Blog : whisky

Is whisky suffering an identity crisis?

Is whisky suffering an identity crisis?

I attended an event this week at the £3million freshly refurbished Scotch Whisky Experience that got me thinking; with other tipples like gin, craft beers and even wine (apparently ‘wine punks’ is an actual thing) experiencing shake-ups, challengers and consumption renaissance, why is Scotch finding it so hard to join the party?

Undoubtedly whisky is one of the UK’s greatest exports (38 bottles were shipped overseas every second in 2015, generating £3.95billion for the UK balance of trade), building this success on quality, craftsmanship and provenance. But as it continues to wrestle with itself on how to attract younger UK consumers, so essential for sustained growth, whisky may be being shackled by the very image it’s strived to create.

On the one hand an appreciation of the finest spirit, lovingly and slowly created, to be taken seriously, savoured and appreciated, and on the other, the declaration that there are no rules, no drinking rituals (to add water or not), cocktails are fair game and hey, just have it your way. It will be argued each has their place, but are they complementary or contradictory?

Now I totally understand the importance of history, of brand essence rooted in truth and of premium product quality, and I’m certainly not advocating throwing the baby out with the bathwater (there are some whisky brands doing really beautiful, unique things), but there are lessons to be learned from other heritage brands – Mulberry, Burberry or Pringle – that have successfully managed to marry time-honoured craftsmanship with contemporary appeal and aspiration. The way these brands are choosing to make and market themselves in a way relevant to consumers today is critical – both to current growth and to future longevity.

Having worked in-house at The Glenmorangie Company after its sale to LVMH, a whole ‘new world’ of whisky marketing was embraced. It was different. It was exciting. It was refreshing. Today there are some whiskies; Haig, Ardbeg, Bruichladdich that I believe are doing it differently; creatively attracting, engaging and targeting (younger) audiences, but they are in the minority.

So while there are buffs who may consider this post in itself blasphemy, without adapting to the digital expectations and marketing savvy sophistication of modern, younger consumers, whisky could be in danger of alienating the very drinkers it will come to rely on.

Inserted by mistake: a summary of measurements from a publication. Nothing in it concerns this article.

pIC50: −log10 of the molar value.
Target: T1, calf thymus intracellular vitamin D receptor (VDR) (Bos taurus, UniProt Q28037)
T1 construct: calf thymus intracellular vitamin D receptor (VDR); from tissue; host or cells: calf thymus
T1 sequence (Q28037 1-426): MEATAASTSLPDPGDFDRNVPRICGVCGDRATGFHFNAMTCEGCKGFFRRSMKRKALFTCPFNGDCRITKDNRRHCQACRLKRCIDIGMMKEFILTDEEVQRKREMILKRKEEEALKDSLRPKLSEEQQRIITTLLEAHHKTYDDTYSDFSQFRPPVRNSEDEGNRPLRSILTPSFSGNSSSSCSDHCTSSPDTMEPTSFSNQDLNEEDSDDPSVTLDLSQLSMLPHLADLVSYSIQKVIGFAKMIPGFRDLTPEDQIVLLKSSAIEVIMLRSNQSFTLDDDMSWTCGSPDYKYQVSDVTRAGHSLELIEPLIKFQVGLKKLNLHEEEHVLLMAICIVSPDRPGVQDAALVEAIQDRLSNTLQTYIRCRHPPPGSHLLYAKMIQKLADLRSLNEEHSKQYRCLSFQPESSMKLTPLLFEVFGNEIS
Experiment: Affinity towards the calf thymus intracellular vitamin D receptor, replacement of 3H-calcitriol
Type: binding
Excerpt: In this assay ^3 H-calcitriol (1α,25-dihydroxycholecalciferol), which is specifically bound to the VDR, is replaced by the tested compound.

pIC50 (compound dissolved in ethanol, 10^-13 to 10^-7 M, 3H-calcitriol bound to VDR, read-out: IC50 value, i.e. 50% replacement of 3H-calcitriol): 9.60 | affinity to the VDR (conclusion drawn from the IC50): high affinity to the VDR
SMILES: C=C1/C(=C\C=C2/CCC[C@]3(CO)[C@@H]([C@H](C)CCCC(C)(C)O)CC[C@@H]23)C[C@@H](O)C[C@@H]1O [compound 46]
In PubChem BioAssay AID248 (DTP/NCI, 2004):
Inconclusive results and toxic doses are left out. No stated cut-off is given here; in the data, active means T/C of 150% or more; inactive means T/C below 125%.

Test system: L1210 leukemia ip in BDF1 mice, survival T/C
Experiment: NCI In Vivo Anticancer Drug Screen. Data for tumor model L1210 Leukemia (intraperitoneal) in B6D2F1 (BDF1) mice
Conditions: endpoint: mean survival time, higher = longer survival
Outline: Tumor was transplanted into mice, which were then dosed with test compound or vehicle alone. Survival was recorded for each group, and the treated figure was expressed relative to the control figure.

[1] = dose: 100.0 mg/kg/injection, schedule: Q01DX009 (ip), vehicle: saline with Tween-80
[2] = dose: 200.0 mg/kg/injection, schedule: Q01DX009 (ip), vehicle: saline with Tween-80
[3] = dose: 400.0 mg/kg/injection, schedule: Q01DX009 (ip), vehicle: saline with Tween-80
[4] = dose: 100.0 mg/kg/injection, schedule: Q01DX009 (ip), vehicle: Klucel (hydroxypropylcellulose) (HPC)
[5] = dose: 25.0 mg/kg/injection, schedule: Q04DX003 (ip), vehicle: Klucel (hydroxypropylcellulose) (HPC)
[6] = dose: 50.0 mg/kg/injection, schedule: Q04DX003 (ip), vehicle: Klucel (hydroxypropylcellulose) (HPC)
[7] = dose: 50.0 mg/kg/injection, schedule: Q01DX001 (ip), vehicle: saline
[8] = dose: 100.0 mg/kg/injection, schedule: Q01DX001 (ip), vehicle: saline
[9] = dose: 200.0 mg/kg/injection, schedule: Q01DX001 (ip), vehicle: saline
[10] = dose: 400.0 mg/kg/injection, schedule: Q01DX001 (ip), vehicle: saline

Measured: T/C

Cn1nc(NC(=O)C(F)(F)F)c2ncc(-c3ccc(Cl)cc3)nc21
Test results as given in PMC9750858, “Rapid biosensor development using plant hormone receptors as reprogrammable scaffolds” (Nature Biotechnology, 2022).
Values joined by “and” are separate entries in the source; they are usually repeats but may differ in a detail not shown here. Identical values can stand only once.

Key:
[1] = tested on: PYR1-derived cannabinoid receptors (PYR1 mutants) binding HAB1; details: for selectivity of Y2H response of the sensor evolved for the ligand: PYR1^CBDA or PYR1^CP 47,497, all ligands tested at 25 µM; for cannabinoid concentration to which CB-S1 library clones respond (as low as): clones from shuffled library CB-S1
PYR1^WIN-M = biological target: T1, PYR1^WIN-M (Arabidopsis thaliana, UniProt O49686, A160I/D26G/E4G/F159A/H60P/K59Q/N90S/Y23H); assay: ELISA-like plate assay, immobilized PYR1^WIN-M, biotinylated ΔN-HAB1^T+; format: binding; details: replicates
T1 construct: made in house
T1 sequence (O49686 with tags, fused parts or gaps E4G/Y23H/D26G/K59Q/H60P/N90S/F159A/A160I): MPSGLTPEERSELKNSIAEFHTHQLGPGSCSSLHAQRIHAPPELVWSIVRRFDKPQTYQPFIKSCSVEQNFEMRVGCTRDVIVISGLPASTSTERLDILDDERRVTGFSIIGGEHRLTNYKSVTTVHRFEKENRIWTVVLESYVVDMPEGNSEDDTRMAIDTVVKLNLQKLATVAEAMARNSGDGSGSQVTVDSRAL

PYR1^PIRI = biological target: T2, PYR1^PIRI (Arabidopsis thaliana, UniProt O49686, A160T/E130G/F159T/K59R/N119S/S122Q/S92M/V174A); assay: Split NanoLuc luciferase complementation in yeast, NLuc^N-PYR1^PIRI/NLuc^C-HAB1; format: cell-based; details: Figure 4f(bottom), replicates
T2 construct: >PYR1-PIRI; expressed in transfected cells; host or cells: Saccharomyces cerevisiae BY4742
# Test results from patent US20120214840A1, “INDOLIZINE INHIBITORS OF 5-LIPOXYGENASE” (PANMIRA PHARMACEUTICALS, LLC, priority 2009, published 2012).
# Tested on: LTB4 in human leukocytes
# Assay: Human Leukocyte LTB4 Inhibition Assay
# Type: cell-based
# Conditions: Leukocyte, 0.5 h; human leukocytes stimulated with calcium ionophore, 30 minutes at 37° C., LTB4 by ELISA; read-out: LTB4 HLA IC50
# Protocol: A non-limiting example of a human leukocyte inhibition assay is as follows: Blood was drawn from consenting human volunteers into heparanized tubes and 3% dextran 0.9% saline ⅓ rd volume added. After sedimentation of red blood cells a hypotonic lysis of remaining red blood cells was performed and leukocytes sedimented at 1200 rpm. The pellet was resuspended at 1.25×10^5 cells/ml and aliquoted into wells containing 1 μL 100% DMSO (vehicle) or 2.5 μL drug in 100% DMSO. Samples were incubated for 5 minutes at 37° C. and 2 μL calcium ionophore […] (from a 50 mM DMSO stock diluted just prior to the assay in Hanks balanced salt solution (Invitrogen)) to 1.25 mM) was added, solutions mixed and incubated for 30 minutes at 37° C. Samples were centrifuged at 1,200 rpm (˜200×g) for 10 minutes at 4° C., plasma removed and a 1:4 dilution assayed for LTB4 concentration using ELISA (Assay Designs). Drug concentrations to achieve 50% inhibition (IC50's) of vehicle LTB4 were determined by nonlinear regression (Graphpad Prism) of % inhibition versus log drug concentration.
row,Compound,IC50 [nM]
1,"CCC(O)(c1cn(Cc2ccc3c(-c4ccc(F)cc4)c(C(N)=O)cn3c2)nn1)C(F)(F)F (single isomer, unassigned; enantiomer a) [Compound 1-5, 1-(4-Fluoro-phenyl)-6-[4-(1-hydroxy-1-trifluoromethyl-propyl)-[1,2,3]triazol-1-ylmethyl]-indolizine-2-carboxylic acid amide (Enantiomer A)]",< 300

A toast: Stripe to deliver digital & PR services for Burn Stewart malts

A toast: Stripe to deliver digital & PR services for Burn Stewart malts

We’ve a hugely exciting brief here at Stripe after securing the account to deliver digital and PR services for Burn Stewart Distillers’ malt whisky brands.

Burn Stewart Distillers is part of the Distell Group Limited, Africa’s leading producer and marketer of spirits, fine wines, ciders and ready to drinks. The company owns and operates three malt distilleries: Bunnahabhain (Islay), Tobermory & Ledaig (Mull) and Deanston (Doune, near Stirling). It has a blending and maturation facility in Airdrie, a bottling hall and dry and finished goods storage site in East Kilbride, and operates a sales and marketing branch in Taiwan.

We’ll be working with the team at Burn Stewart to deliver global digital and PR activity across its Bunnahabhain, Deanston and Tobermory (including Ledaig) brands.

Our remit will cover: digital and social strategy development, web optimisation, design and e-commerce, community engagement, CRM and influencer outreach and management of traditional PR and events.

Activity across the three brands will centre on showcasing each malt’s personality and optimising owned channels to create a compelling user experience for domestic and international markets.

As our Digital Director Darcie Tanner put it: “Each Burn Stewart brand is rich in storytelling potential, making this a really exciting brief.”

Rare Malt Lands at Edinburgh Airport

Rare Malt Lands at Edinburgh Airport

Scotch aficionados will have the chance of a lifetime as one of the world’s rarest bottles of whisky goes up for sale at Edinburgh Airport, with all profits going to charity.

The Glenfiddich Janet Sheed Roberts Reserve sold at auction earlier this year to the World Duty Free Group for £42,000 and is one of only 11 bottles made available to the public.

Passengers travelling through Scotland’s busiest airport can now purchase the exclusive 55 year old single malt, the only bottle in the UK. The price tag for the precious whisky is £52,000, which, if the bottle sells, would make it the highest amount ever paid for a single bottle in a UK airport.

All profits of the sale will go the Lotus Flower Trust charity to help fund the building of a school and home for disadvantaged children in Ramnagar, India.

The bottle lands in the capital on the tail winds of a successful year for whisky trade at Edinburgh Airport. World Duty Free Edinburgh currently holds the record for the entire World Duty Free group for the largest single transaction spent on whisky at £51,000, which was achieved in December 2011.

The Janet Sheed Roberts commemorates the life and spirit of Scot Janet Roberts, the granddaughter of William Grant, founder of Glenfiddich. Janet Roberts celebrated her 110th birthday in August 2011, and was the oldest woman in Scotland until she passed away in April this year.